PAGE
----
Leader length should be longer as the plugs create some incredible action on their own, I suggest 5′ to 6′ leader lines. Plugs are my father-in-law’s favorite trolling lure, they are both old school and still deadly. And full transparency, his landing ratio with plugs is 5x better than mine, but I do like to try new things in my defense. 🙂
Spoon leader lines
Similar to the inline flasher leader lengths for spoons are usually 5′ to 6′. I would also encourage you to explore different lengths based on the size and weight of your spoons. Hold your spoons in the water close to the boat (with different line lengths) to see their action, look for the most spoon movement and action and set that as your leader length. I hope that makes sense, if it doesn’t stick to the 5′ to 6′ length.
Dummy Flasher Rig
You can purchase these premade rigs (as shown in photo below) or you can make your own. In my Setup #2 diagram I’ve made my own as it shows a Metal trolling clip that clips just above the trolling snubber with a 150# mono line (cheap mono is fine) and a terminal gear piece like a swivel and snap to connect to the dummy flasher.
You could have multiple dummy flasher rigs if you wanted. Having different lengths of mono for each flasher. Or you could even attach multiple flashers to a single line as well. There are many options to experiment with but I’m not going into great detail on all of them here.
Spacing between the 2 metal snaps on the downrigger line should be at least 5′. If you’re getting tangles you can increase the distance of the top metal snap. Be aware of the depth difference when you’re dropping the setup down as you’ll need to go that extra distance more than the desired depth.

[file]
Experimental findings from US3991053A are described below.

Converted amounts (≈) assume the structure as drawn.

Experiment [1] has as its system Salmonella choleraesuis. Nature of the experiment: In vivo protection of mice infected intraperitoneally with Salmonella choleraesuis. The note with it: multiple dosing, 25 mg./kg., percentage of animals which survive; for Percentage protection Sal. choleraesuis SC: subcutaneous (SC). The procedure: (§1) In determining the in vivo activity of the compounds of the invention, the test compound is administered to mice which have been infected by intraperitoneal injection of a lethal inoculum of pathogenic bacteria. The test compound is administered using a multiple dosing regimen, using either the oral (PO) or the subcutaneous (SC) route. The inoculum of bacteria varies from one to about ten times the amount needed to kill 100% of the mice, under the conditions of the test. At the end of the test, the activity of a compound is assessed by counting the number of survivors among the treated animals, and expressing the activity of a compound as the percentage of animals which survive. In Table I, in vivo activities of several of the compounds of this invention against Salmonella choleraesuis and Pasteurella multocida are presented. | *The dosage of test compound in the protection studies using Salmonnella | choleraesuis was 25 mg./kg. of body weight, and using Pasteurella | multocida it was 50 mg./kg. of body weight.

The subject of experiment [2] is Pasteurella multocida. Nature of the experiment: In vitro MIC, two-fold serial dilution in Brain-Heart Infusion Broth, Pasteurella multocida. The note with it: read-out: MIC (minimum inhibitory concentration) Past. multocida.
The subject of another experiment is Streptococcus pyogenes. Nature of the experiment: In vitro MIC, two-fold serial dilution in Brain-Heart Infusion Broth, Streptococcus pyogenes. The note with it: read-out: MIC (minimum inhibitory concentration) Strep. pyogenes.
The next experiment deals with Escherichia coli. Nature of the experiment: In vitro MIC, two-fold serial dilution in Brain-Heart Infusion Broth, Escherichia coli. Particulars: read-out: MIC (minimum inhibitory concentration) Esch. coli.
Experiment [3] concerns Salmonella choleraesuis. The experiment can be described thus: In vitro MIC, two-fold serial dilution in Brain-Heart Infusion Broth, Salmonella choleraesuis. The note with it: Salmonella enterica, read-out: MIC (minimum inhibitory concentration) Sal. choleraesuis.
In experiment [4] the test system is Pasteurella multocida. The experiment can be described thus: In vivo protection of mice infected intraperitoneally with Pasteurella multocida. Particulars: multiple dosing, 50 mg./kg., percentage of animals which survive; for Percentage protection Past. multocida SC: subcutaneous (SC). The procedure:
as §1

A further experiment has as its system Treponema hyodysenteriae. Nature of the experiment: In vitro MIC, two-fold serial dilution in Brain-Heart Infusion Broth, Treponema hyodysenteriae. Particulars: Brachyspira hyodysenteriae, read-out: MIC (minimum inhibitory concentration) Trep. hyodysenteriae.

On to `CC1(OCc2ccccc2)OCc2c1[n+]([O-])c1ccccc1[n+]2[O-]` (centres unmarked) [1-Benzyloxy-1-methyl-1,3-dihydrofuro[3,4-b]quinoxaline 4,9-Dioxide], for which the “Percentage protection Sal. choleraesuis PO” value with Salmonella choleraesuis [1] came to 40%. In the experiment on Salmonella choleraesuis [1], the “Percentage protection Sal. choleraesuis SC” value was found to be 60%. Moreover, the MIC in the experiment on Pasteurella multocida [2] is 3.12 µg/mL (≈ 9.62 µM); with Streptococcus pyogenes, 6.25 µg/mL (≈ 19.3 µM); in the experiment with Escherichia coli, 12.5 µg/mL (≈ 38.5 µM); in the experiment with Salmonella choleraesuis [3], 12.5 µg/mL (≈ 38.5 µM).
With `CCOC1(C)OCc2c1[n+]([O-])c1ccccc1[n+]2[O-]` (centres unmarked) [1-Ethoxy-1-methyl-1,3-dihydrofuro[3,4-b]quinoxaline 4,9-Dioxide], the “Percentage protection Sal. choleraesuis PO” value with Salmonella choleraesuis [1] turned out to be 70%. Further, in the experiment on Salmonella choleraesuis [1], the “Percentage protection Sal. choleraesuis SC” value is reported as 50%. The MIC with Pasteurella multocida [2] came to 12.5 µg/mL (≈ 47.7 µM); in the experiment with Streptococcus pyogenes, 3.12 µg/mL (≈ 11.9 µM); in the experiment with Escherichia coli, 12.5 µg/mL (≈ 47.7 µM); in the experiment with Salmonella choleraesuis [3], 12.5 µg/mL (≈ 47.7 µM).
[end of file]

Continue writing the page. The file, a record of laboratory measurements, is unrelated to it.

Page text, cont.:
Dummy Flasher Pros
- Fighting only the fish and not a flasher
- Much higher fish landing ratio!
- You can see small/subtle bites more easily
- Less seaweed caught on your line
- Less impact on your mainline from the release clip
Dummy Flasher Cons
- No flasher to provide the whipping/erratic motion on a lure
- Flashers are often further away from lure (hooks)
- Can tangle lines between dummy flasher rig and mainline
Additional Downrigger Components
There are some other components from the diagrams I didn’t detail in the setups above as they were redundant.
Metal Trolling Snaps
These snaps are useful for so many things! I use them on my prawn and crab traps and for anything that requires a line connector. These snaps are very important for holding your release clip setup, dummy flasher rigs and even holding your cannonballs.
This is very important piece that pinches your mainline to hold it to the downrigger line (and cannonball). Your mainline isn’t hard fastened to the downrigger because when you hook a fish you don’t want to be connected to a heavy cannonball! You need to be able to get the mainline off the heavy downrigger line and the release clip does this for you.